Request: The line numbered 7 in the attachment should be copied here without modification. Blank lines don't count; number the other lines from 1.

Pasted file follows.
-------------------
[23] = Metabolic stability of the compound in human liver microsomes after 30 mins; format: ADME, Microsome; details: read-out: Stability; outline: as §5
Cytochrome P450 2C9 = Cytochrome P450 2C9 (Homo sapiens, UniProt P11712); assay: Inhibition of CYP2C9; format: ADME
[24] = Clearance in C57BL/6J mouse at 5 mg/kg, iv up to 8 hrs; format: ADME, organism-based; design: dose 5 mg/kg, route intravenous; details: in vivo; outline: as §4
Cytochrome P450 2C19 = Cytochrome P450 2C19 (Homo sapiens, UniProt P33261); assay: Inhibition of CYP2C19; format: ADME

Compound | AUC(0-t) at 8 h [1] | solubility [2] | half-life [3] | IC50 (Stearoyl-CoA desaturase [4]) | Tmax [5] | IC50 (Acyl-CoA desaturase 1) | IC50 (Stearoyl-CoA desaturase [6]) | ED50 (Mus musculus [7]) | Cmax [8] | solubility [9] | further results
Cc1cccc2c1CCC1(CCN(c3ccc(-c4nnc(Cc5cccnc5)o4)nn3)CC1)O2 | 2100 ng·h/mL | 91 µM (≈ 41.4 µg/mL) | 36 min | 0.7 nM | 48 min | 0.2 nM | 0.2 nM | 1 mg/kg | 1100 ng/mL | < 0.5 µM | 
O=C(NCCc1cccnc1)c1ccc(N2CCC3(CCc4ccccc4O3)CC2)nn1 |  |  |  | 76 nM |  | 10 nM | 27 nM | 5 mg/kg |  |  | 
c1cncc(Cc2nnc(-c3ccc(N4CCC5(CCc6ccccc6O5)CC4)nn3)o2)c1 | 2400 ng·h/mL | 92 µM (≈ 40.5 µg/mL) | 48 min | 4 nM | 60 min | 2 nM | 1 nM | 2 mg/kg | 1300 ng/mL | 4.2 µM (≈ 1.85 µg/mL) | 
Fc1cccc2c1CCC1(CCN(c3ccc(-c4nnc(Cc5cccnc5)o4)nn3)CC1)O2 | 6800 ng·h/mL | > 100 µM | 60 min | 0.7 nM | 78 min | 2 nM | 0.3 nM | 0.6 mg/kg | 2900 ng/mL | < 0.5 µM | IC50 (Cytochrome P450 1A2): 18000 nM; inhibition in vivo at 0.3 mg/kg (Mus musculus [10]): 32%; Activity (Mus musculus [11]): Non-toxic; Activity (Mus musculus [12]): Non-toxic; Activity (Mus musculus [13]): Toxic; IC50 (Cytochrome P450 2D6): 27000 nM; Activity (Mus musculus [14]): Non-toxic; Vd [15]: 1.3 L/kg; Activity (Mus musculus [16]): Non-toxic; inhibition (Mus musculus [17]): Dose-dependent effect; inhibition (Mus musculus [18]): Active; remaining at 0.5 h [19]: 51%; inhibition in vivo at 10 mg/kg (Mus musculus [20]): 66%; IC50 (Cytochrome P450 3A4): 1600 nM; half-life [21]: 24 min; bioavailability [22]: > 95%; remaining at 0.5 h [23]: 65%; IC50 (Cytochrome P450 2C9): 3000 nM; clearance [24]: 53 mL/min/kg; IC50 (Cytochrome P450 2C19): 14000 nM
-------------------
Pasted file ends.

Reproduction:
O=C(NCCc1cccnc1)c1ccc(N2CCC3(CCc4ccccc4O3)CC2)nn1 |  |  |  | 76 nM |  | 10 nM | 27 nM | 5 mg/kg |  |  | 